Is the world chess champion a Donald Trump fan?
It sure looked that way Friday afternoon in New York City when defending world champion Magnus Carlsen opened his title match against Sergey Karjakin with a series of moves that may have been a nod to President-elect Trump.
Carlsen surprised attendees by using the Trompowsky Attack, which left his bishop attacking Karjakin's knight after two moves.
That opening series isn't that commonly used, so it took several minutes for onlookers to identify what the Norwegian grandmaster was up to. The Trompowsky is a way to avoid a series of other openings that are heavily analyzed, echoing Trump's own refusal to play by the conventional political rule book.
One match commentator noted that Trump had won earlier in the week and now the Norwegian champion was using a similar-sounding method.
"It will be known from now on as the Trump-owsky Attack," one waggish spectator quipped.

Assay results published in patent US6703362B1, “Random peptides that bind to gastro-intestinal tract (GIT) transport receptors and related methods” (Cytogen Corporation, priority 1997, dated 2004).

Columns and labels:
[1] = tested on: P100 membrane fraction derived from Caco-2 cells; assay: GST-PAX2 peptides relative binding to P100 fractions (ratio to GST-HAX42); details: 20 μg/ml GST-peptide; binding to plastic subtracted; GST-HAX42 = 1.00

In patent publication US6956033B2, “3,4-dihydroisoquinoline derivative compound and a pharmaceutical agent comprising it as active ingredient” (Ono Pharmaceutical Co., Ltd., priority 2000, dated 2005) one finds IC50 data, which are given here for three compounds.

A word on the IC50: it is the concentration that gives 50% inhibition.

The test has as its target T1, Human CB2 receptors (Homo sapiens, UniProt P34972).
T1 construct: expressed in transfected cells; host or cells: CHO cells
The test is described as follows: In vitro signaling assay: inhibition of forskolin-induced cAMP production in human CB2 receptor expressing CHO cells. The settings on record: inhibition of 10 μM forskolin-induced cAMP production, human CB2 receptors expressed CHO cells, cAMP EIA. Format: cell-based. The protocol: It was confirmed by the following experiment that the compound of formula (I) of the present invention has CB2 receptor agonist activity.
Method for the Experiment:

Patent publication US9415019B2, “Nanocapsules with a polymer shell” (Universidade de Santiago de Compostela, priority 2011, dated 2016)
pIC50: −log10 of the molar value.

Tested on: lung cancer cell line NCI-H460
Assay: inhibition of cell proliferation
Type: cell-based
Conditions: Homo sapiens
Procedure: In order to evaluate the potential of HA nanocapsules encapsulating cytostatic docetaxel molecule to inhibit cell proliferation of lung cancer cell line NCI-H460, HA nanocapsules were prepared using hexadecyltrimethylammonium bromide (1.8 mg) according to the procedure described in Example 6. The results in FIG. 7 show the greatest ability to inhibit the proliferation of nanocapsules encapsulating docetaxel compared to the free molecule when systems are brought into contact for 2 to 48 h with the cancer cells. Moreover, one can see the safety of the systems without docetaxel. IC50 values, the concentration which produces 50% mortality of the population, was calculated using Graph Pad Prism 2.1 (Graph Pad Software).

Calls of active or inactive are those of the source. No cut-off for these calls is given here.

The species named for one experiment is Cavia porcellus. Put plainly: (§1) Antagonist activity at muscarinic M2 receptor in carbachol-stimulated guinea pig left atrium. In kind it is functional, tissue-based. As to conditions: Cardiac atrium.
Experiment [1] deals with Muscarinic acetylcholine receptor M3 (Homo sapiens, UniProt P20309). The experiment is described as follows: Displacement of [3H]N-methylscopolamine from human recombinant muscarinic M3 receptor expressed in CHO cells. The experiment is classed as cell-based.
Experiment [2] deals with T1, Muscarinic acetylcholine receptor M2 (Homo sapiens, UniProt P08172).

Apparently Carlsen's own family recognized the similarity:
Despite his hat tip to the victorious Trump, Carlsen only managed an agreed-upon draw after 42 moves with Karjakin.
Trump raised the hackles of a number of American chess players last month when he incorrectly claimed that the United States does not have any grandmasters, the highest level of players in the royal game.
Trump even managed to get the term wrong when he said, while criticizing the difficulty of the nation withdrawing from multi-lateral trade agreements, "you can't terminate — there's too many people, you go crazy. It's like you have to be a grand chess master. And we don't have any of them."
In fact, the U.S., with 90 grandmasters, has the third largest number of players with that title in the world out of all nations.
Friday's was the first game of a match that will run through the rest of the month in lower Manhattan at the FIDE World Chess Championship. Carlsen, the 25-year-old defending champion is the favorite against his 26-year-old Russian challenger.